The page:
Monday, June 21, 2010

Going to the chapel

Vals is not the sort of place you drop in on for a quick morning tea. For a start it is about half-way between Zurich and Milan and then there is the long winding road that takes you high up into the Swiss Alps. But Vals is also the village where Swiss architect Peter Zumthor built one of his greatest works, a thermal spa. This extraordinary complex is well documented online (you can see it along with the Zumthor designed hotel rooms here). About an hour away from Vals and up another winding alpine road is Zumthor’s Kapelle Sogn Benedetg in Sumvitg. If we had wondered why it was that Zumthor designed a small chapel deep in the middle of the Alps, it was made clear on that drive. This is a region remarkably rich in churches and chapels, some majestic, some modest and some only big enough for a small band of worshippers. Walking up the uneven path to Zumthor’s chapel the building looked for all the world as though it were covered with glossy brown feathers. The feathers turned out to be small wooden shingles more like the roughly dressed flax used in Maori pake (rain cape). Given the way both chapels and cloaks protect and decorate the connection felt apt. As with every Zumthor building we have seen, Kapelle Sogn Benedetg is a perfect combination of a memorable location with arresting materials and fearless metaphor. In this early building Zumthor made direct reference to local rock formations and Alpine spectacle as well as the distinctive wooden and stone farm architecture of the region. Zumthor won architecture’s top award The Pritzker Architecture Prize last year for his work to date. We’d have given it to him for Kapelle Sogn Benedetg alone.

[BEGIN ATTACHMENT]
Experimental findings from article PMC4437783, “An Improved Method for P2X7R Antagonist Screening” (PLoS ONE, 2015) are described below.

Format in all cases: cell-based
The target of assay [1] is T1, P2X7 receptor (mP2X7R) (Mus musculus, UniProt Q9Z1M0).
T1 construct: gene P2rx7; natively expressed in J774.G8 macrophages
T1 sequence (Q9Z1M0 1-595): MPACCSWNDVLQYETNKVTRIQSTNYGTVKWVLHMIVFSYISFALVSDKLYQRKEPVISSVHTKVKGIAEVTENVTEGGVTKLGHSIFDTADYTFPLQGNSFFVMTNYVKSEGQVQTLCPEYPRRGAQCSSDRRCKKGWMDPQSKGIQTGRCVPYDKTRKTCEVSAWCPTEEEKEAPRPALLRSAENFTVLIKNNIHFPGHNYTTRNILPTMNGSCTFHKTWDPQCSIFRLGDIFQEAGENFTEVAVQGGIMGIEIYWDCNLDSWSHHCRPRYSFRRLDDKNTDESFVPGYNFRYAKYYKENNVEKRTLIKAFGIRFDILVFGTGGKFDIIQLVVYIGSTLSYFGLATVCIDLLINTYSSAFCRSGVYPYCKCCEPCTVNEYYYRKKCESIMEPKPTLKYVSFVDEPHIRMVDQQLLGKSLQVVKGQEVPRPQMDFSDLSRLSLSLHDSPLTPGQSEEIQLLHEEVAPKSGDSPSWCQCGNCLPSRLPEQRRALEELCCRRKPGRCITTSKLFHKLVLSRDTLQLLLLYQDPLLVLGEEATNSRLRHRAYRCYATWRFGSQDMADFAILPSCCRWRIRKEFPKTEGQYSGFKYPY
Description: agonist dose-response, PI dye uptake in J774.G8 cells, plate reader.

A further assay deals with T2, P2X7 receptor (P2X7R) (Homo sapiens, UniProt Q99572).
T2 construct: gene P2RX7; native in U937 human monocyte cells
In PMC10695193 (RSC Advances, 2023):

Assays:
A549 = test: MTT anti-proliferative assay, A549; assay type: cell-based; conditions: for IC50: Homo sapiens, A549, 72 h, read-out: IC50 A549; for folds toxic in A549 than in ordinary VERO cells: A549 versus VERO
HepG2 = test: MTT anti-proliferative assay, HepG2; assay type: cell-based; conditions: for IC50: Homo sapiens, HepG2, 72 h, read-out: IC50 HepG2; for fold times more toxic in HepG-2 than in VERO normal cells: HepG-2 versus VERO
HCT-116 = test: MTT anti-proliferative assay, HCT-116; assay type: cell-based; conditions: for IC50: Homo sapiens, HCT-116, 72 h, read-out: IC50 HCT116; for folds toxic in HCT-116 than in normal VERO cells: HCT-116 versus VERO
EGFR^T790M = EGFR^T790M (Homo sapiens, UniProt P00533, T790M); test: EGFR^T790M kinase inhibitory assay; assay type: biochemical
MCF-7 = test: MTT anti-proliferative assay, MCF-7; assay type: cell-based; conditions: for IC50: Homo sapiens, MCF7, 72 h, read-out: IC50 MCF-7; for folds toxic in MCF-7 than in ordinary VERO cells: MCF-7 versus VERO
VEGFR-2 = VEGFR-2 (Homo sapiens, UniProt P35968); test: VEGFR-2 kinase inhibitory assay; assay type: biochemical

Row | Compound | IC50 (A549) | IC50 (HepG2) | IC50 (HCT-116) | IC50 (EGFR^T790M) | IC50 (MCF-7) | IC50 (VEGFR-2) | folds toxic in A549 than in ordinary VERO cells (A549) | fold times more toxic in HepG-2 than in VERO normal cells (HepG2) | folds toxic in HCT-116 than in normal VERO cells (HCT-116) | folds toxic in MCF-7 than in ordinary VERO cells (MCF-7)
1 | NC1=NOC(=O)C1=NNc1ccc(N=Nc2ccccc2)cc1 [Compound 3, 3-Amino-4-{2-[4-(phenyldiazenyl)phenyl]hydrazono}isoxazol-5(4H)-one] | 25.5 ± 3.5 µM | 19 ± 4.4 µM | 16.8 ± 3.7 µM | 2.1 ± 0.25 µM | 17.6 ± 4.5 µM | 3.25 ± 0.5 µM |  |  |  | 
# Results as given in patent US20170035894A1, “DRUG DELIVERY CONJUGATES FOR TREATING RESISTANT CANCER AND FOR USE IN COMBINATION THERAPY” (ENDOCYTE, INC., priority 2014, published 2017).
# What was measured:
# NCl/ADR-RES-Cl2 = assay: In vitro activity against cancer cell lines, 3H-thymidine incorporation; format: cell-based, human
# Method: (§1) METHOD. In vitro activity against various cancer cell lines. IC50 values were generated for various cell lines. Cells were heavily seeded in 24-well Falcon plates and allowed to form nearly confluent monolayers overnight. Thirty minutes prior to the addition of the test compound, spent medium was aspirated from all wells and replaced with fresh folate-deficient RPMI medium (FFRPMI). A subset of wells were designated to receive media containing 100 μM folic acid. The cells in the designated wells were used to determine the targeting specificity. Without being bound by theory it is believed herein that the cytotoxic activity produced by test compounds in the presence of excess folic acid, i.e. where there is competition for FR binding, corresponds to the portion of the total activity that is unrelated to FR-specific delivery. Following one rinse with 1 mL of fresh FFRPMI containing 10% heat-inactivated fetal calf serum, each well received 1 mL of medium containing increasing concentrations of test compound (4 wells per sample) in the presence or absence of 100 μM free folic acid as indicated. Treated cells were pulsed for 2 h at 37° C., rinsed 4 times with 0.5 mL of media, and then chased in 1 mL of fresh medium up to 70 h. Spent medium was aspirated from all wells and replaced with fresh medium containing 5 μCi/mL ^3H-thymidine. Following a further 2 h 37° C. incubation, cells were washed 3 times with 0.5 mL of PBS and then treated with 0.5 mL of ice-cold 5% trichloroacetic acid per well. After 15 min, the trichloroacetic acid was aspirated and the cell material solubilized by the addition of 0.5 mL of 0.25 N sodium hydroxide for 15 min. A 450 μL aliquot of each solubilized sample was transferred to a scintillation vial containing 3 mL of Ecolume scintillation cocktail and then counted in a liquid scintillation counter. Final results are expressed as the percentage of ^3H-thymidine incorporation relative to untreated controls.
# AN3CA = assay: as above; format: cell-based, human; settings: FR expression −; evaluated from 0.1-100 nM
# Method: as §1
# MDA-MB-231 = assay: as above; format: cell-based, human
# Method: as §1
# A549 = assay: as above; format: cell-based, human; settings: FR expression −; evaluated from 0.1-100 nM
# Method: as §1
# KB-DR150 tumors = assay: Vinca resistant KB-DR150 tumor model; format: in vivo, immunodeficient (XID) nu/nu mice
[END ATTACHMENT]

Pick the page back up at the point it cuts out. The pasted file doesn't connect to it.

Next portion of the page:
Images: Top, the chapel and wall shingles. Bottom exterior and interior of chapel. You can see a YouTube walk through here